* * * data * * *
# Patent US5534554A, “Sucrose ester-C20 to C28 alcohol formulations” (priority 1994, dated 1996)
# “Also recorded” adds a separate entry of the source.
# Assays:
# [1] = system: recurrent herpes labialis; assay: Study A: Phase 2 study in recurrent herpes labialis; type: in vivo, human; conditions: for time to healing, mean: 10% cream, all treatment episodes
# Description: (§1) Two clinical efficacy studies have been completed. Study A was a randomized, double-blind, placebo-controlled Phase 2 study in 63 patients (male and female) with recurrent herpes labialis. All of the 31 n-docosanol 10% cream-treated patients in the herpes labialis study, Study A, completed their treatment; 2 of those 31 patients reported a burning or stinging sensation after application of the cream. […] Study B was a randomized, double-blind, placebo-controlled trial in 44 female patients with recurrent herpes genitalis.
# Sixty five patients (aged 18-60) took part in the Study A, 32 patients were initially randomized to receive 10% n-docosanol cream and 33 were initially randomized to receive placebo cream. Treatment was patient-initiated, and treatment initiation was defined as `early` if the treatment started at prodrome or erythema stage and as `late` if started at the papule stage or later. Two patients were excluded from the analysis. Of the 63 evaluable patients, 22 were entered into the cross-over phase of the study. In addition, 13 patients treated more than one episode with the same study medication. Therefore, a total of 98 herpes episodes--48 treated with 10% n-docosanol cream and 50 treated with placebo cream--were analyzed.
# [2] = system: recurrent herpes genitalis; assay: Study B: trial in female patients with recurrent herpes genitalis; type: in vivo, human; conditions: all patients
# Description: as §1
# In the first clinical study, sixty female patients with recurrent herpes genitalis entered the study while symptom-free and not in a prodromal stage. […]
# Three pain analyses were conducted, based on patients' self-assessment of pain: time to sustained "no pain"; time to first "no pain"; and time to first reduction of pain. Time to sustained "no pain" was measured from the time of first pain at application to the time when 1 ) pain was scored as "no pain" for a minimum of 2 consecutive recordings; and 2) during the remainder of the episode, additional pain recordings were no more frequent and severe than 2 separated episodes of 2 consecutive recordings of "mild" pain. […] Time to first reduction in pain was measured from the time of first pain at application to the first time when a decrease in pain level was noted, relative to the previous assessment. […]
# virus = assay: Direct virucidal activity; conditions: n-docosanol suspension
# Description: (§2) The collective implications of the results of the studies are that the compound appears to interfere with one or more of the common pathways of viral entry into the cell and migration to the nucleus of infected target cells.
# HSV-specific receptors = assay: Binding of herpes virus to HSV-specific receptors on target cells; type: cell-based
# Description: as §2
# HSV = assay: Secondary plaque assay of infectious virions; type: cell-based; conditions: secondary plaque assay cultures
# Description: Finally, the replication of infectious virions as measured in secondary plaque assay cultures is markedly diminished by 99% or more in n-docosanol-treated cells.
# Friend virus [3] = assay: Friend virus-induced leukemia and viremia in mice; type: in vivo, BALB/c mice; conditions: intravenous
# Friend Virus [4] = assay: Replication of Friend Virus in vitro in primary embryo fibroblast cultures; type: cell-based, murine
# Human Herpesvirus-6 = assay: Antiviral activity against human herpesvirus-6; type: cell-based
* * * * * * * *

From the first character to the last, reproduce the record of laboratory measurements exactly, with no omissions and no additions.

# Patent US5534554A, “Sucrose ester-C20 to C28 alcohol formulations” (priority 1994, dated 1996)
# “Also recorded” adds a separate entry of the source.
# Assays:
# [1] = system: recurrent herpes labialis; assay: Study A: Phase 2 study in recurrent herpes labialis; type: in vivo, human; conditions: for time to healing, mean: 10% cream, all treatment episodes
# Description: (§1) Two clinical efficacy studies have been completed. Study A was a randomized, double-blind, placebo-controlled Phase 2 study in 63 patients (male and female) with recurrent herpes labialis. All of the 31 n-docosanol 10% cream-treated patients in the herpes labialis study, Study A, completed their treatment; 2 of those 31 patients reported a burning or stinging sensation after application of the cream. […] Study B was a randomized, double-blind, placebo-controlled trial in 44 female patients with recurrent herpes genitalis.
# Sixty five patients (aged 18-60) took part in the Study A, 32 patients were initially randomized to receive 10% n-docosanol cream and 33 were initially randomized to receive placebo cream. Treatment was patient-initiated, and treatment initiation was defined as `early` if the treatment started at prodrome or erythema stage and as `late` if started at the papule stage or later. Two patients were excluded from the analysis. Of the 63 evaluable patients, 22 were entered into the cross-over phase of the study. In addition, 13 patients treated more than one episode with the same study medication. Therefore, a total of 98 herpes episodes--48 treated with 10% n-docosanol cream and 50 treated with placebo cream--were analyzed.
# [2] = system: recurrent herpes genitalis; assay: Study B: trial in female patients with recurrent herpes genitalis; type: in vivo, human; conditions: all patients
# Description: as §1
# In the first clinical study, sixty female patients with recurrent herpes genitalis entered the study while symptom-free and not in a prodromal stage. […]
# Three pain analyses were conducted, based on patients' self-assessment of pain: time to sustained "no pain"; time to first "no pain"; and time to first reduction of pain. Time to sustained "no pain" was measured from the time of first pain at application to the time when 1 ) pain was scored as "no pain" for a minimum of 2 consecutive recordings; and 2) during the remainder of the episode, additional pain recordings were no more frequent and severe than 2 separated episodes of 2 consecutive recordings of "mild" pain. […] Time to first reduction in pain was measured from the time of first pain at application to the first time when a decrease in pain level was noted, relative to the previous assessment. […]
# virus = assay: Direct virucidal activity; conditions: n-docosanol suspension
# Description: (§2) The collective implications of the results of the studies are that the compound appears to interfere with one or more of the common pathways of viral entry into the cell and migration to the nucleus of infected target cells.
# HSV-specific receptors = assay: Binding of herpes virus to HSV-specific receptors on target cells; type: cell-based
# Description: as §2
# HSV = assay: Secondary plaque assay of infectious virions; type: cell-based; conditions: secondary plaque assay cultures
# Description: Finally, the replication of infectious virions as measured in secondary plaque assay cultures is markedly diminished by 99% or more in n-docosanol-treated cells.
# Friend virus [3] = assay: Friend virus-induced leukemia and viremia in mice; type: in vivo, BALB/c mice; conditions: intravenous
# Friend Virus [4] = assay: Replication of Friend Virus in vitro in primary embryo fibroblast cultures; type: cell-based, murine
# Human Herpesvirus-6 = assay: Antiviral activity against human herpesvirus-6; type: cell-based